Thursday, 28 August 2014

Uncomfortable truths

I love learning new stuff. There are few things more exciting than adding a new topic to my (probably relatively limited!) repertoire of Things I Know About The Universe. Sometimes though, I learn a thing I don't like; something that makes me reevaluate my place in the world and how I contribute to it. This month has shown me one such occasion. 

At the beginning of August, I attended a training day with the Green Party's "Young Greens", including a workshop on "Intersectionality". It was a new word to me and I regret to admit that I spent the first few minutes fidgeting in my seat, feeling like I was back in an A level sociology lecture. In brief, intersectionality relates to different systems of oppression and the way they overlap to form complex compounds of prejudice. We have a tendency to treat sexism, racism, homophobia, disablism etc. as distinct and isolated streams of intolerance and neglect to consider the individuals whose lives are impacted by one or more of these. You can find support systems for gay people, disabled people, ethnic minorities - but where is the inclusive, all-encompassing support for the gay, black, disabled person?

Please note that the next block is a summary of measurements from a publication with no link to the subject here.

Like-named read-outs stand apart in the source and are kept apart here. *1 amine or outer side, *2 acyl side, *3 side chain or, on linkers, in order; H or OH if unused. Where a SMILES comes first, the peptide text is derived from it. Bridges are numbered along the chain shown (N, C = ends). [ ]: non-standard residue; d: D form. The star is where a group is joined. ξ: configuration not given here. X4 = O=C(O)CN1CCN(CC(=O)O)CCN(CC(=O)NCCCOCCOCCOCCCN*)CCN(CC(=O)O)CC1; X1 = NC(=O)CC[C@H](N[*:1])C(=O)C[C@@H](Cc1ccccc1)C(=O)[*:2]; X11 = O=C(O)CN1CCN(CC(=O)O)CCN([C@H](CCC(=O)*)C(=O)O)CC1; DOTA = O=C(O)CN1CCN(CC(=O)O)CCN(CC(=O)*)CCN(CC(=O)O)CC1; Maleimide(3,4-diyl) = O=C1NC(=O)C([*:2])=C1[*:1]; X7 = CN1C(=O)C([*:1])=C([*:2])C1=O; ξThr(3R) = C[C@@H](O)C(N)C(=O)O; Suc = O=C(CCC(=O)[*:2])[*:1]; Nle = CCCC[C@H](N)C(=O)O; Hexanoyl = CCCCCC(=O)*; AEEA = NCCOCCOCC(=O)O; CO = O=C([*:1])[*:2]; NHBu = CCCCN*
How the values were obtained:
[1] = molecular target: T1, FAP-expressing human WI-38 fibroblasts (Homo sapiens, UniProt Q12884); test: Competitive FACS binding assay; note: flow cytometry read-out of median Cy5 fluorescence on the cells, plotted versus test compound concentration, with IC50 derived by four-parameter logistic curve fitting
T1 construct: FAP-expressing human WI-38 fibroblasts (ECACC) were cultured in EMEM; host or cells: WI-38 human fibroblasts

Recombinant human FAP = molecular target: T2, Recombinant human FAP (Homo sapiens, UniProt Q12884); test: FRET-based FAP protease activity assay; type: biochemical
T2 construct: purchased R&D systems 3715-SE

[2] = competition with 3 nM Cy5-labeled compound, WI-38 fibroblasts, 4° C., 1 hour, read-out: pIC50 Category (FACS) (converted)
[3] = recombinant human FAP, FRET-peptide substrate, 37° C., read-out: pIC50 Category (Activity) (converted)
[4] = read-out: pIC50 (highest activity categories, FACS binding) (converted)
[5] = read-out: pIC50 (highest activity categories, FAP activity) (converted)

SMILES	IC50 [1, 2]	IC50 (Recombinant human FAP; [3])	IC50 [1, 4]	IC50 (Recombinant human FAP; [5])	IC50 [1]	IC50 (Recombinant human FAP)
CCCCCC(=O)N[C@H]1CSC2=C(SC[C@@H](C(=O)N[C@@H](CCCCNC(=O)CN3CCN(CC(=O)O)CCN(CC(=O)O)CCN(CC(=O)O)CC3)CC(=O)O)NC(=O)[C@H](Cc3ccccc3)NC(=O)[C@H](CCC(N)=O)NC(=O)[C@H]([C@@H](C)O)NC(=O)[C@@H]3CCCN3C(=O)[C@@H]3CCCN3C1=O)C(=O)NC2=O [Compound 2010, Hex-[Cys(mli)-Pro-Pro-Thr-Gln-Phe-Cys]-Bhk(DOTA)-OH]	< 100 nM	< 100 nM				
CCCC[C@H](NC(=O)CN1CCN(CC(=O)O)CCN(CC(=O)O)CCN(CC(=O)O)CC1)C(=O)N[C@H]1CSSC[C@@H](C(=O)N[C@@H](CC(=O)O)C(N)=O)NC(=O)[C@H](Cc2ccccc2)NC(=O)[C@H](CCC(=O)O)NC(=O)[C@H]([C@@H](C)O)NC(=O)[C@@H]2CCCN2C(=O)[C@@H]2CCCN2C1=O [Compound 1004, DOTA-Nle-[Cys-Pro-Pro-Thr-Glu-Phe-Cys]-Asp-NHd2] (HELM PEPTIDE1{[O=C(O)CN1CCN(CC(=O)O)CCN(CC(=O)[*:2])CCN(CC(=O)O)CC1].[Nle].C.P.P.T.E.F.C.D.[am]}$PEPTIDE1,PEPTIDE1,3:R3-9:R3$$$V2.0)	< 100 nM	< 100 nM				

A seriously over-simplified diagram
of interlocking systems of oppression.

It sounds so straightforward, that it's almost ridiculous to have to point out that someone can be a victim of multiple systems of oppression and that we should all endeavour to see the overlaps and not separate them out into neat compartments that we know how to handle.

I'm as guilty of this as anyone. Last year I wrote a blog post about Miley Cyrus and that VMA performance. It was the first time I'd really had to consider that traditional feminism sidelines non-white women, and so I wrote about the insidiously racist undertones contained within the aforementioned dance routine. Reading it back now, I could kick myself for falling into the trap of separating out sexism and racism. The two, in this case, are tightly interconnected. And I missed that.

Why did I miss that? Why did I fail to see the gap in traditional feminism that applies to women of colour? Because "white privilege".